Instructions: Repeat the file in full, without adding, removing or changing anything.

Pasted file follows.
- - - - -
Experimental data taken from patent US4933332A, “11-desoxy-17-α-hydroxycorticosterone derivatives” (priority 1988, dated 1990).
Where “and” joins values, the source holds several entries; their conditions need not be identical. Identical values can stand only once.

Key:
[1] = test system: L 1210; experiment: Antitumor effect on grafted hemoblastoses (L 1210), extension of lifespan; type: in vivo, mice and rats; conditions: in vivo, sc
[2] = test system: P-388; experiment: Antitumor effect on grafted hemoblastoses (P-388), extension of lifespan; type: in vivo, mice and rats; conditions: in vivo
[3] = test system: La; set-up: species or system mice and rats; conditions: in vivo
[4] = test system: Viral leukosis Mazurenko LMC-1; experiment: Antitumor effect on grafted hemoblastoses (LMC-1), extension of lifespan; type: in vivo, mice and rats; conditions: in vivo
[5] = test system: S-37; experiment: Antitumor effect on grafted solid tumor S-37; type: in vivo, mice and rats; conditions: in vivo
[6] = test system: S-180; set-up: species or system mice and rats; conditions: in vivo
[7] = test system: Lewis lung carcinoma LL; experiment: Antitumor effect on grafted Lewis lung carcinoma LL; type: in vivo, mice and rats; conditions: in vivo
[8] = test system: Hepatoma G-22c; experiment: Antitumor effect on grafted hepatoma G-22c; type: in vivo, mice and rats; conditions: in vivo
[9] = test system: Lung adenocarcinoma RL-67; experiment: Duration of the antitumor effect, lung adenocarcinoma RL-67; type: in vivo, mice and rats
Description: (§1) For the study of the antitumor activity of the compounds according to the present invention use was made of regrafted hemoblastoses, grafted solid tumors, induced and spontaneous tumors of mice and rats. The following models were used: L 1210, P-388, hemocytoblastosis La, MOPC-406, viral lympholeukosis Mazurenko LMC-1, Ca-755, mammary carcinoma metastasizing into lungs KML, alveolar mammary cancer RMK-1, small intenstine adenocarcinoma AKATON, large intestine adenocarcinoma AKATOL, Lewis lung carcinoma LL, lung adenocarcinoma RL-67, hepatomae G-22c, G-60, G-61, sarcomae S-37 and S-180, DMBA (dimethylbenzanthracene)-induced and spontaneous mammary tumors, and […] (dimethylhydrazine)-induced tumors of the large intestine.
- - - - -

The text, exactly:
Experimental data taken from patent US4933332A, “11-desoxy-17-α-hydroxycorticosterone derivatives” (priority 1988, dated 1990).
Where “and” joins values, the source holds several entries; their conditions need not be identical. Identical values can stand only once.

Key:
[1] = test system: L 1210; experiment: Antitumor effect on grafted hemoblastoses (L 1210), extension of lifespan; type: in vivo, mice and rats; conditions: in vivo, sc
[2] = test system: P-388; experiment: Antitumor effect on grafted hemoblastoses (P-388), extension of lifespan; type: in vivo, mice and rats; conditions: in vivo
[3] = test system: La; set-up: species or system mice and rats; conditions: in vivo
[4] = test system: Viral leukosis Mazurenko LMC-1; experiment: Antitumor effect on grafted hemoblastoses (LMC-1), extension of lifespan; type: in vivo, mice and rats; conditions: in vivo
[5] = test system: S-37; experiment: Antitumor effect on grafted solid tumor S-37; type: in vivo, mice and rats; conditions: in vivo
[6] = test system: S-180; set-up: species or system mice and rats; conditions: in vivo
[7] = test system: Lewis lung carcinoma LL; experiment: Antitumor effect on grafted Lewis lung carcinoma LL; type: in vivo, mice and rats; conditions: in vivo
[8] = test system: Hepatoma G-22c; experiment: Antitumor effect on grafted hepatoma G-22c; type: in vivo, mice and rats; conditions: in vivo
[9] = test system: Lung adenocarcinoma RL-67; experiment: Duration of the antitumor effect, lung adenocarcinoma RL-67; type: in vivo, mice and rats
Description: (§1) For the study of the antitumor activity of the compounds according to the present invention use was made of regrafted hemoblastoses, grafted solid tumors, induced and spontaneous tumors of mice and rats. The following models were used: L 1210, P-388, hemocytoblastosis La, MOPC-406, viral lympholeukosis Mazurenko LMC-1, Ca-755, mammary carcinoma metastasizing into lungs KML, alveolar mammary cancer RMK-1, small intenstine adenocarcinoma AKATON, large intestine adenocarcinoma AKATOL, Lewis lung carcinoma LL, lung adenocarcinoma RL-67, hepatomae G-22c, G-60, G-61, sarcomae S-37 and S-180, DMBA (dimethylbenzanthracene)-induced and spontaneous mammary tumors, and […] (dimethylhydrazine)-induced tumors of the large intestine.